It was 10 p.m. on New Year’s Eve. I had two hours to meet my friend at the salsa club downtown where we would dance our way to the ball drop together. But three stops later, I realized I had missed my train connection. So, I did what any adventurous (or as my mom says, “reckless”) traveler would do. I got off the train. I mean, why not explore the strange new area I had stumbled upon?
When I emerged on the bleak, dark city streets, I found an entirely new area of New York that I had never intended to go. I found a local street vendor selling the Louis Vuitton watch my mom wanted, and I hailed a cab to make it to my destination just in time — 30 minutes before the ball drop. Sure, it was a wild, hectic and even dangerous ride. But I had experienced life as a true New Yorker. And, after all, isn’t that the point?
But, just to play it safe, here’s a little cheat sheet on how to ride the NYC Subway.
They say it’s the city that never sleeps for good reason. Now, while you don’t want to test that theory on the lower-west side where the streetlights are dim and the company gets shadier as the minutes go by, Times Square and Broadway are full of tourists 24/7. Literally. Every. Single. Hour. Of the day.
You can find Chinese tourists taking pictures of their first NY street hot dog at 3 a.m., next to that Southern couple with their fanny packs taking in some late-night shopping before their taxi ride back to the airport. Whether you’re looking for a little escape from your traveling mates or you just want to do some late-night reflecting on your trip, there is no better way to experience the “bright-lights/big-city” feeling that makes New York City so unique.
People-watching is almost a sport among the traveling kind (which I hope you are if you’re reading this post!). But if you want a really authentic experience of the city, you want to try your hand at people-listening.
New York City is an international mecca of the world’s best, weirdest and even downright terrifying people. But in the safety of a local diner, you would be amazed at the things you might overhear while enjoying your toasted marble on rye. Cup & Saucer on Canal Street is known for its extraordinary fried fish sandwich, and Pearl Diner on Pearl Street, which is the same diner Robert Pattinson ate at in the 2010 movie Remember Me, are perfect spots to try out first.
First of all, you simply cannot go to New York City without watching a Broadway show. I won’t allow it. Even if you have to sneak through a dark, dirty alleyway backdoor to get in, theater is one thing that makes this city great.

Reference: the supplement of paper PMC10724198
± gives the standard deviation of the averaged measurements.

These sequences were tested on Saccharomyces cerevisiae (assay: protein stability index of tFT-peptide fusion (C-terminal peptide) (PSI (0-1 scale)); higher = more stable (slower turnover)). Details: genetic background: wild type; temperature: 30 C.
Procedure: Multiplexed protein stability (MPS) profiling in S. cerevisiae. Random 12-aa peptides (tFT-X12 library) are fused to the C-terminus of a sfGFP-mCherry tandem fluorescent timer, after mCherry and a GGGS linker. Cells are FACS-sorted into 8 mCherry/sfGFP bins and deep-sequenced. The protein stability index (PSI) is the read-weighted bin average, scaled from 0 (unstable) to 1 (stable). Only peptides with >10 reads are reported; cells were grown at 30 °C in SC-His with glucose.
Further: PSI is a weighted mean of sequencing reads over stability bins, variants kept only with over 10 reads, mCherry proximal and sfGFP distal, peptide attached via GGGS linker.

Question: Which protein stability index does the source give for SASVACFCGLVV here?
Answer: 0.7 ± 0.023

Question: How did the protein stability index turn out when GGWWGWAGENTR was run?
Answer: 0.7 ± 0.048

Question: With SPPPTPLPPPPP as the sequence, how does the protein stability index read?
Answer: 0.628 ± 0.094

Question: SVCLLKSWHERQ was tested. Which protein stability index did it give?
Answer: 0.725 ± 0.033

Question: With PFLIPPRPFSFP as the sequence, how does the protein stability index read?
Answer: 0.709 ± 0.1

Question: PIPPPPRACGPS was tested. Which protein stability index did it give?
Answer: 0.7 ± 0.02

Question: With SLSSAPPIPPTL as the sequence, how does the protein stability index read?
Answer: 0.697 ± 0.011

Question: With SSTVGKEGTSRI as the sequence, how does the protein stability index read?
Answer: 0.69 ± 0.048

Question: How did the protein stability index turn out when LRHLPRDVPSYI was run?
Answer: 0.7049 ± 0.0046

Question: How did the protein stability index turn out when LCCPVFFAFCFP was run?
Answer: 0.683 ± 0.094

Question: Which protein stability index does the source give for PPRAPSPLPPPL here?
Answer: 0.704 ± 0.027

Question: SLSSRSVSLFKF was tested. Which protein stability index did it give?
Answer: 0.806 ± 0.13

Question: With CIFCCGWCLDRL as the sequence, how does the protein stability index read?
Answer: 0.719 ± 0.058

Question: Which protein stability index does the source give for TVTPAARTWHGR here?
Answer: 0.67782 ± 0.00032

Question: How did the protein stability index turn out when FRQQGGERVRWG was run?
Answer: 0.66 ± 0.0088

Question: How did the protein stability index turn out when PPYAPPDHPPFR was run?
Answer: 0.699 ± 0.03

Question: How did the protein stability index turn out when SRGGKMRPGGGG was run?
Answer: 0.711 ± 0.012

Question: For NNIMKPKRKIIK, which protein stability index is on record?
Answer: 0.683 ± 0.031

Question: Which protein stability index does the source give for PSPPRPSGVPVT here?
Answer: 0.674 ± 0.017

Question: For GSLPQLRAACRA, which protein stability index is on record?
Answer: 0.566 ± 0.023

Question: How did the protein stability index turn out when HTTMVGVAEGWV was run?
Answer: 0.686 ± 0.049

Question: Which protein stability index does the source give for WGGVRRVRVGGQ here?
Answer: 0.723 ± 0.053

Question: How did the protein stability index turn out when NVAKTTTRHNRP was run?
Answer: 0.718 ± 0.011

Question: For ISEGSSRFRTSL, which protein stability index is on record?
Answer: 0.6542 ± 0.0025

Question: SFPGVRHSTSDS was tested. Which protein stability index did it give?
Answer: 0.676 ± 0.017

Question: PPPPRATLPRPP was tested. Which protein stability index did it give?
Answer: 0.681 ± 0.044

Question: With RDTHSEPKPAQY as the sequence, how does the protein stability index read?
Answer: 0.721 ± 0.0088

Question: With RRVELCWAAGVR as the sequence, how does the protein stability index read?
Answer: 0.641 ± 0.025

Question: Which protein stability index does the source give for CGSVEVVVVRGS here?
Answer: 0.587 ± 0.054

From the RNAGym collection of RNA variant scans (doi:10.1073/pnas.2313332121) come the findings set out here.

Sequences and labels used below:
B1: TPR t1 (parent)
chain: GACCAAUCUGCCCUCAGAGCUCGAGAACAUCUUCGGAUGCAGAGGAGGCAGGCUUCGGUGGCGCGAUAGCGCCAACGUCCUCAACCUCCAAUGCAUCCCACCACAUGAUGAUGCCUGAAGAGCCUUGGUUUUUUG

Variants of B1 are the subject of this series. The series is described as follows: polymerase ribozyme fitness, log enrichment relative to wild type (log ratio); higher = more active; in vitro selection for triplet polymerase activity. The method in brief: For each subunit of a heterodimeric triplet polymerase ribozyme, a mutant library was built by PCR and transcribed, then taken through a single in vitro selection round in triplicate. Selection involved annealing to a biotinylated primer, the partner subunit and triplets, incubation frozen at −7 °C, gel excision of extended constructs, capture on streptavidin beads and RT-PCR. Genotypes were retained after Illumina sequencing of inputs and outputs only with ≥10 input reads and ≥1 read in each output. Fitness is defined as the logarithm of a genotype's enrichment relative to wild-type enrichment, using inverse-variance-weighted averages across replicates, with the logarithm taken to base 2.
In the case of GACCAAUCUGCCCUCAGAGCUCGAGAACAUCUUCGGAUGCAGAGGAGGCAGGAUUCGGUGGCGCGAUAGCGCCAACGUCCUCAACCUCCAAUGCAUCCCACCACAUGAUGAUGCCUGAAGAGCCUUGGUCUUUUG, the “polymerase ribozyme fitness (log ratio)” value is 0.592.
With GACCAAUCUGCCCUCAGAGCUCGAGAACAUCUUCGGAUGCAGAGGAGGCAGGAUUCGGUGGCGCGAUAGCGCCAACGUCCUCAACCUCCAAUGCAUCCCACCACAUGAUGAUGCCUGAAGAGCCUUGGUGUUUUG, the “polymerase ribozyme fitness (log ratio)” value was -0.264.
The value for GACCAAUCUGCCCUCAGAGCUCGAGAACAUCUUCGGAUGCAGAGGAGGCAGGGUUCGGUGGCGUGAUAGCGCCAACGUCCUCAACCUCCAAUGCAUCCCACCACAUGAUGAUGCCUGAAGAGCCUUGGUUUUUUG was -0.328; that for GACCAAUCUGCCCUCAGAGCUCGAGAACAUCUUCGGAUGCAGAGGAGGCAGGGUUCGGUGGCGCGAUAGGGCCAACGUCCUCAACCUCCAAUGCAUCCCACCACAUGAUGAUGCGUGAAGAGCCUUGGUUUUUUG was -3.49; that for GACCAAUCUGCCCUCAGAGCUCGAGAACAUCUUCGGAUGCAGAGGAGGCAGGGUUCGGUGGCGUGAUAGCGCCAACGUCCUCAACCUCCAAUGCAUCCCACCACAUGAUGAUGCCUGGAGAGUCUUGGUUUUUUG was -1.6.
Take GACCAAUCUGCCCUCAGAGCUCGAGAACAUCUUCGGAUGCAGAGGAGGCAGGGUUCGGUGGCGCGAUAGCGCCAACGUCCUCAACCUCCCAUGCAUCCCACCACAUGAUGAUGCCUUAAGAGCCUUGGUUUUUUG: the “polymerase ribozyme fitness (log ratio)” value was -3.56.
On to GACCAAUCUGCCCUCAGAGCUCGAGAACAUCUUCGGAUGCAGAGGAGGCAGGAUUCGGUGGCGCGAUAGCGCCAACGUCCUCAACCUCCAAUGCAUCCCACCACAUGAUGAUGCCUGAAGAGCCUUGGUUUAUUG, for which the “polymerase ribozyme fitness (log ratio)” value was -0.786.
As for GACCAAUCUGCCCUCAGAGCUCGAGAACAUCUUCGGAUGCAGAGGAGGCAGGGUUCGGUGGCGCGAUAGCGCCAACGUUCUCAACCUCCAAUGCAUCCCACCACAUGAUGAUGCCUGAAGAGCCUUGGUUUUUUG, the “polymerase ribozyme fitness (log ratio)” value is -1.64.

But when it comes to deciding between an On-Broadway show like Cats or Phantom of the Opera tand smaller On-Broadway productions like the play Branched, A Comedy with Consequences (photo above), you have to decide between 2 things: predictability and spontaneity. While On-Broadway shows never fail to disappoint, Off-Broadway shows never fail to surprise. You just might find yourself becoming part of the play or witness an epic actor meltdown that ends with everyone naked and crying onstage. For a true theater buzz, Off-Broadway is the way to go.
If you’ve followed my above advice and learned how to take the Subway and come out alive (especially if you’ve taken the trek to Harlem for a little soul food), I would say you’ve stepped it up a notch! Now, you’re ready to put your New York agility to the test.
Visit Rockefeller Center, where The Tonight Show with Jimmy Fallon is taped, and you just might catch a glimpse of a celebrity guest. Come at the right time (and at the right stairwell) and you just might catch that celebrity walking out the front door. This happened to my friends and I when Quentin Tarantino was a guest on Conan O’Brien. (We stumbled upon the director sneaking out of the 1st floor elevator and have the pictures to prove it!)
Go to NBC for the taping schedule and information on how you can get tickets to the show.
If you’ve gotten anything from this post, it should be that New York is much more than the Statue of Liberty, Times Square, Broadway shows and street hot dogs. Of course, those things are a must-do, but there is so, so much more to get out of the city! But doing life like a “New Yorker” doesn’t mean you have to spend all your time shopping for shoes or watching another production of Cats. It can mean whatever you want it to. That’s the whole point.